Oil and gas companies doing business here in the West have sparred quite a bit with the Obama Administration since it took office in 2009… the now tabled “Wild Lands” policy is just one of the heated issues that comes to mind.
The Interior Department's "wild lands" order had made millions of acres of undeveloped land mainly in the west eligible for federal wilderness protection.
Colorado environmental groups are sharply criticizing a move by Interior Secretary Ken Salazar that rescinds a sweeping order that could have made millions of acres of land across the West eligible for wilderness protection. But the Interior Department's reversal follows mounting criticism from oil and gas officials and some members of Congress.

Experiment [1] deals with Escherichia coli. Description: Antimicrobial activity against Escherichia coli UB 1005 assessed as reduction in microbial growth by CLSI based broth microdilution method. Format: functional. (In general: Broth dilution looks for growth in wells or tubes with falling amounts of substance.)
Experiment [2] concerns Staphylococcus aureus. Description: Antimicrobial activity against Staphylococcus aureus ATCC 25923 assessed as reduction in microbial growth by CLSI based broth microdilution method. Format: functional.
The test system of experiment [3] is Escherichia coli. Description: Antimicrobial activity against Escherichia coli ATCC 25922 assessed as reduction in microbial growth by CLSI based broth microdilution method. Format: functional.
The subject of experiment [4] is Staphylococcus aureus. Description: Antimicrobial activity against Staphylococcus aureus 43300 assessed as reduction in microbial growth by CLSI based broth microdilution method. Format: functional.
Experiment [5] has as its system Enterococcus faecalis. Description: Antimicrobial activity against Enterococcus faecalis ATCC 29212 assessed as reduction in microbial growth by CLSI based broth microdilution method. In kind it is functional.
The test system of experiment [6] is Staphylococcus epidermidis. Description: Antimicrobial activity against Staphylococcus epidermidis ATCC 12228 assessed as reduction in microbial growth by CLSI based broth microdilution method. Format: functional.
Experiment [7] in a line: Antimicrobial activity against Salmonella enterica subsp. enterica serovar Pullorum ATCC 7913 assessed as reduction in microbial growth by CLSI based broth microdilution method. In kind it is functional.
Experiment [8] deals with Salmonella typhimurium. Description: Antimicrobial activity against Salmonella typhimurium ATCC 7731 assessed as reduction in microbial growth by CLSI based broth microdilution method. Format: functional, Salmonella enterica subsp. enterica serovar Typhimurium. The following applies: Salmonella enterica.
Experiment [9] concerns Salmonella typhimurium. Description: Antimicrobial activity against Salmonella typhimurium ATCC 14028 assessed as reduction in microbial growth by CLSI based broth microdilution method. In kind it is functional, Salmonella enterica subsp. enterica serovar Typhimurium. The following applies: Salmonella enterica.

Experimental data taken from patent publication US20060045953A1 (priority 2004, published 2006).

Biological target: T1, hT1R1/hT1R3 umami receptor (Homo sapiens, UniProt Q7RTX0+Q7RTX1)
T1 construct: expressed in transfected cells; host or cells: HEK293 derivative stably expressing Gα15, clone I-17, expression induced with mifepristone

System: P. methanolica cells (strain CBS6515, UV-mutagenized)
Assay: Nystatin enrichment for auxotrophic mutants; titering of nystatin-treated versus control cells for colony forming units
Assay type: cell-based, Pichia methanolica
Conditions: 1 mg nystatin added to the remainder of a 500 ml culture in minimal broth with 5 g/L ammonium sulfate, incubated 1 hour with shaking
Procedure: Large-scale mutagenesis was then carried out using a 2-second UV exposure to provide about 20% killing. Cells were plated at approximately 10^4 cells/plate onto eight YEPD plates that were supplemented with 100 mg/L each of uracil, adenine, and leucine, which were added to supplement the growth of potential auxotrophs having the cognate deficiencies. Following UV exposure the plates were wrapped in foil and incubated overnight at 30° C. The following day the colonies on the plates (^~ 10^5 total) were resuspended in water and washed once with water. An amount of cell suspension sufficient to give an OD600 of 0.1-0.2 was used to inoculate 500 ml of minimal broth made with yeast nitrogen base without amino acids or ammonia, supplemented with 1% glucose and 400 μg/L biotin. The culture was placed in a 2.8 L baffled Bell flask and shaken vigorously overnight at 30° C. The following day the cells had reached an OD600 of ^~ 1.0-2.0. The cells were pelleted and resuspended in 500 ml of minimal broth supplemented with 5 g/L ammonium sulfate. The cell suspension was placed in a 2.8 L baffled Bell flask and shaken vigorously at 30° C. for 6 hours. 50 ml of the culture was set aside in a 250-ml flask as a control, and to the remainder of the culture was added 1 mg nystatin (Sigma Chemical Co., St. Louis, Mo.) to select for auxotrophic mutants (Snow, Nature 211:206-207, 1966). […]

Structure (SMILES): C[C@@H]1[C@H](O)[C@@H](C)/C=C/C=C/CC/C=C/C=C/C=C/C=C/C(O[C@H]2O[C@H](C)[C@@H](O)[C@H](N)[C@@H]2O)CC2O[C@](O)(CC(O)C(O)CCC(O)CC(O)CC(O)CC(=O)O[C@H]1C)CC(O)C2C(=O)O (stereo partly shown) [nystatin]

Interior Secretary Ken Salazar's "Wild Lands" secretarial order has been praised by conservationists and Democrats, and criticized by the oil and gas industry and many Republicans.
Credit Kirk Siegler
Interior Secretary Ken Salazar says the Obama Administration is close to announcing how it will move forward with a controversial “Wild Lands” policy now that Congress has stripped funding for its implementation for this year.
South Shale Ridge in western Colorado is prized for scenery, and the natural gas that lies beneath it.
Credit Photo by Kirk Siegler
Wilderness conservation took a hit as part of this year’s federal budget compromise. A rider slipped into the bill at the last minute has put millions of acres of land back on the table for oil and gas drilling. One of those places is South Shale Ridge in western Colorado. The area is not federally protected wilderness. So the conservation-minded Interior Department had floated a different term for places like it, “wild lands.” But that definition is now up in the air.